A Unified Voice for All New York State Catholics
The New York State Catholic Conference represents the Bishops of the state in working with government to shape laws and policies that pursue social justice, respect for life and the common good. We provide a unified voice for the eight dioceses of the state to speak on such issues as education, marriage, health care, poverty, abortion, euthanasia, social services, criminal justice and the environment. We apply the principles of Catholic social teaching to critical issues of the day and encourage citizen involvement in the legislative process.
ATTENTION VOTERS: Several organizations that either use the word "Catholic" in their name, or otherwise imply a connection to the Church, have been sending fund-raising mailers designed as "voter surveys" to Catholic citizens around the state. Neither the New York State Bishops nor the United States Conference of Catholic Bishops have approved or otherwise endorsed these mailers, which may lead to voter confusion. We encourage Catholics to consult the document, "Forming Consciences for Faithful Citizenship" as the authoritative voice of the bishops. The document and numerous resources for individuals and parishes are available at the link below. The Catholic Church does not endorse any candidates for political office, but urges Catholics to exercise their right and moral duty to vote.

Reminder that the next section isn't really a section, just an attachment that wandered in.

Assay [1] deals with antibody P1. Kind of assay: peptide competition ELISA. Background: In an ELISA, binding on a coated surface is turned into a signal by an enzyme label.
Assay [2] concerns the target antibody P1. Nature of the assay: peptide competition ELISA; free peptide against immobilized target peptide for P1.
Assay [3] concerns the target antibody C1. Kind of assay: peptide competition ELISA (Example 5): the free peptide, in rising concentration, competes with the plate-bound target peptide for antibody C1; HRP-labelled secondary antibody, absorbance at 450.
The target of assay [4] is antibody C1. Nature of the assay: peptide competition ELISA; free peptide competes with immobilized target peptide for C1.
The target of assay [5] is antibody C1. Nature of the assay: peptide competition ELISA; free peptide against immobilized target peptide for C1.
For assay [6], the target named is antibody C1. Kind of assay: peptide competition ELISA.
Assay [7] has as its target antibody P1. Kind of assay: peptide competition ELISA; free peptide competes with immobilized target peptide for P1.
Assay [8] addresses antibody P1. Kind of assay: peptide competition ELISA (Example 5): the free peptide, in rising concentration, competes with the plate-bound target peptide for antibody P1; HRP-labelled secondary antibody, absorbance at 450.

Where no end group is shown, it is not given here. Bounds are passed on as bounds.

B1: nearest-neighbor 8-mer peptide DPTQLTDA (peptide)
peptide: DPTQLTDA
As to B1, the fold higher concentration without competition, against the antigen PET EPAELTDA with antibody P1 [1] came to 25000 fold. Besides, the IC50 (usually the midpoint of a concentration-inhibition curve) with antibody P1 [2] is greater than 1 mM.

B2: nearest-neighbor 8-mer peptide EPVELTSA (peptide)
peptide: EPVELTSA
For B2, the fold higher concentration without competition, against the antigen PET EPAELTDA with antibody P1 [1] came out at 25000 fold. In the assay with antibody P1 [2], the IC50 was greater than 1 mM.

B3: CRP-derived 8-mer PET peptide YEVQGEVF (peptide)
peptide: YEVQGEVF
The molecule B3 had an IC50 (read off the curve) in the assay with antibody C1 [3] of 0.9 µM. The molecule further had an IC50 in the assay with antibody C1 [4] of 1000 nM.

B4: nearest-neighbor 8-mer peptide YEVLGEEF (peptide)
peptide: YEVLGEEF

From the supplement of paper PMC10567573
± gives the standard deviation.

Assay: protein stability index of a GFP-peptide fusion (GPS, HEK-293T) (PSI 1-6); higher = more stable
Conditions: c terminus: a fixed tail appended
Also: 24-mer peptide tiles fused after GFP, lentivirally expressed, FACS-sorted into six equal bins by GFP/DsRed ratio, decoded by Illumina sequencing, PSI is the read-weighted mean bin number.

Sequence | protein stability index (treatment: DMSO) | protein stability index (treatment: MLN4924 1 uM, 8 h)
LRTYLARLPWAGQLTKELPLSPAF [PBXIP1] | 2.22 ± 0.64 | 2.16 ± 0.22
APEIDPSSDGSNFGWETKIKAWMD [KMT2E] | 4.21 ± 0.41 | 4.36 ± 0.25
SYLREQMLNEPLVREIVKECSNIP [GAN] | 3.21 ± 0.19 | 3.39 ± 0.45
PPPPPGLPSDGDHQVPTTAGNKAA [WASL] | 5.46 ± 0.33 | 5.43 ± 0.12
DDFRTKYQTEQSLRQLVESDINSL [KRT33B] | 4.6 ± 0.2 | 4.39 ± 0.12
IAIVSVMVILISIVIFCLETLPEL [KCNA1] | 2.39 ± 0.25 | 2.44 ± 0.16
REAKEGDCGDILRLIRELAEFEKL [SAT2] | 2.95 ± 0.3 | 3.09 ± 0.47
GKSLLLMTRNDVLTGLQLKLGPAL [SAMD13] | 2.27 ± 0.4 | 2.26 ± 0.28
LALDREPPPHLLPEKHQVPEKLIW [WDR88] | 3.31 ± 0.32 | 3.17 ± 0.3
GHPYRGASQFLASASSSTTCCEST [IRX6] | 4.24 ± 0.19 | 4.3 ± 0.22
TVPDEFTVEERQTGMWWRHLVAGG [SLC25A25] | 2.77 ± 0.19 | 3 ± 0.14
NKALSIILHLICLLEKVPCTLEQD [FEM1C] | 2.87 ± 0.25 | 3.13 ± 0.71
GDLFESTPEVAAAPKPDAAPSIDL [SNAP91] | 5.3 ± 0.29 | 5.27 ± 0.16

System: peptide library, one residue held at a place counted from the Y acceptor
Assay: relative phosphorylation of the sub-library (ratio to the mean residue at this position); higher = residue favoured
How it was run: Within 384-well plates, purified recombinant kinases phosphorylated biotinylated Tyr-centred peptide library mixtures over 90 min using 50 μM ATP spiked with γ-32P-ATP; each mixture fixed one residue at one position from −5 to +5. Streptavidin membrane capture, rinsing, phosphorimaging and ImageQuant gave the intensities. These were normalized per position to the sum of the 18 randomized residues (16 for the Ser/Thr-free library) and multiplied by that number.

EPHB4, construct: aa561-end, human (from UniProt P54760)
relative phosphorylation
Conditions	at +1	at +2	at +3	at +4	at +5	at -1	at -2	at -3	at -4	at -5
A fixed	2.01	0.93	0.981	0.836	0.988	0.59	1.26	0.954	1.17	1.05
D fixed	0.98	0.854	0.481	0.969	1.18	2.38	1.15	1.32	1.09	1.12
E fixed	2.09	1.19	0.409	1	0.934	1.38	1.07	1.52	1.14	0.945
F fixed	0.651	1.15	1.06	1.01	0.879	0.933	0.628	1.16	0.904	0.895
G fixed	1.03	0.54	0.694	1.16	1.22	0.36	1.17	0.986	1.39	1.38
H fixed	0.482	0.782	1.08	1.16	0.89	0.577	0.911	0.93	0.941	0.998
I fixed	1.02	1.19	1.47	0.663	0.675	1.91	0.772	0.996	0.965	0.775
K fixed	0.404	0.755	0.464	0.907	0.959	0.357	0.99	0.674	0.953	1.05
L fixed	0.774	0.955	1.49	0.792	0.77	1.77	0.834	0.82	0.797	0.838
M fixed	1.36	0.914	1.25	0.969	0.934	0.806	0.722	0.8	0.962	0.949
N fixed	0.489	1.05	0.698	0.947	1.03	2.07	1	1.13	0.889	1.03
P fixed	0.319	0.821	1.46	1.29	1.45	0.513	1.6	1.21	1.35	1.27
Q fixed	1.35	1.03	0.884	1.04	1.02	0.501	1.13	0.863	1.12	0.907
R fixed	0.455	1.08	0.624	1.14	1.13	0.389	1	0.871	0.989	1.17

Posted: 11:51 2016-09-26 ⋅ Comment
"In the past, we have often heard of the 'Melting Pot' theory. Somehow it was thought that all who came to the United States would meld into a generic American culture. That image has been replaced by a better image, I believe, of a 'Mosaic' which allows everyone to keep their distinctive characteristics, while at the same time joining together to form a beautiful picture which is the culture of the United States." - Bishop Nicholas DiMarzio of the Diocese of Brooklyn
Posted: 11:32 2016-09-22 ⋅ Comment
Physician assisted suicide is not merely a religious issue for Catholics. The implications on people with disabilities, those fighting serious illness, the elderly, and the poor make it a moral issue for all. This link provides numerous resources (including statements of several of our bishops) to educate yourself on this difficult issue, as proponents in New York gear up to push for passage of legalization in the 2017 legislative session.
Posted: 8:40 2016-09-21 ⋅ Comment